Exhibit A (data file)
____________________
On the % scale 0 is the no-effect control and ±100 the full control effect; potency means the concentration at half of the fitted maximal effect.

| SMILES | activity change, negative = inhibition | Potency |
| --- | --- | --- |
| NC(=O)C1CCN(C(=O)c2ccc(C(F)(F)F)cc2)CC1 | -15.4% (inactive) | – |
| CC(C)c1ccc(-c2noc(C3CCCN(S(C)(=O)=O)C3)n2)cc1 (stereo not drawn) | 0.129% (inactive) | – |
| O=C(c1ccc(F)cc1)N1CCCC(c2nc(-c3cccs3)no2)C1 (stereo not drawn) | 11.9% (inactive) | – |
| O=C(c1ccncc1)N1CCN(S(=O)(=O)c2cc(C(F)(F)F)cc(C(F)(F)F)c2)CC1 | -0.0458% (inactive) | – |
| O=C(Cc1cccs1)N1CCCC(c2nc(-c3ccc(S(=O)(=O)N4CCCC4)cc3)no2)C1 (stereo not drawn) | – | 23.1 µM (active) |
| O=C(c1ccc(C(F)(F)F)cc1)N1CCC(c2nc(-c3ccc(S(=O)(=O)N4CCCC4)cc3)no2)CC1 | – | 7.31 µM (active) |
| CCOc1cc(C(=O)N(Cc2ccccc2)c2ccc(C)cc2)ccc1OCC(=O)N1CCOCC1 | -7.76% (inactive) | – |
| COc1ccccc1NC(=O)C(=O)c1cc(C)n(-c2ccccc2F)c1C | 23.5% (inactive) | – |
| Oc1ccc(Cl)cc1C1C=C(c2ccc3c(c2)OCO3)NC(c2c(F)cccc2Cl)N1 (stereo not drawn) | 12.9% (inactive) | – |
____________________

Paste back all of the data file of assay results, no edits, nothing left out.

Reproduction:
On the % scale 0 is the no-effect control and ±100 the full control effect; potency means the concentration at half of the fitted maximal effect.

| SMILES | activity change, negative = inhibition | Potency |
| --- | --- | --- |
| NC(=O)C1CCN(C(=O)c2ccc(C(F)(F)F)cc2)CC1 | -15.4% (inactive) | – |
| CC(C)c1ccc(-c2noc(C3CCCN(S(C)(=O)=O)C3)n2)cc1 (stereo not drawn) | 0.129% (inactive) | – |
| O=C(c1ccc(F)cc1)N1CCCC(c2nc(-c3cccs3)no2)C1 (stereo not drawn) | 11.9% (inactive) | – |
| O=C(c1ccncc1)N1CCN(S(=O)(=O)c2cc(C(F)(F)F)cc(C(F)(F)F)c2)CC1 | -0.0458% (inactive) | – |
| O=C(Cc1cccs1)N1CCCC(c2nc(-c3ccc(S(=O)(=O)N4CCCC4)cc3)no2)C1 (stereo not drawn) | – | 23.1 µM (active) |
| O=C(c1ccc(C(F)(F)F)cc1)N1CCC(c2nc(-c3ccc(S(=O)(=O)N4CCCC4)cc3)no2)CC1 | – | 7.31 µM (active) |
| CCOc1cc(C(=O)N(Cc2ccccc2)c2ccc(C)cc2)ccc1OCC(=O)N1CCOCC1 | -7.76% (inactive) | – |
| COc1ccccc1NC(=O)C(=O)c1cc(C)n(-c2ccccc2F)c1C | 23.5% (inactive) | – |
| Oc1ccc(Cl)cc1C1C=C(c2ccc3c(c2)OCO3)NC(c2c(F)cccc2Cl)N1 (stereo not drawn) | 12.9% (inactive) | – |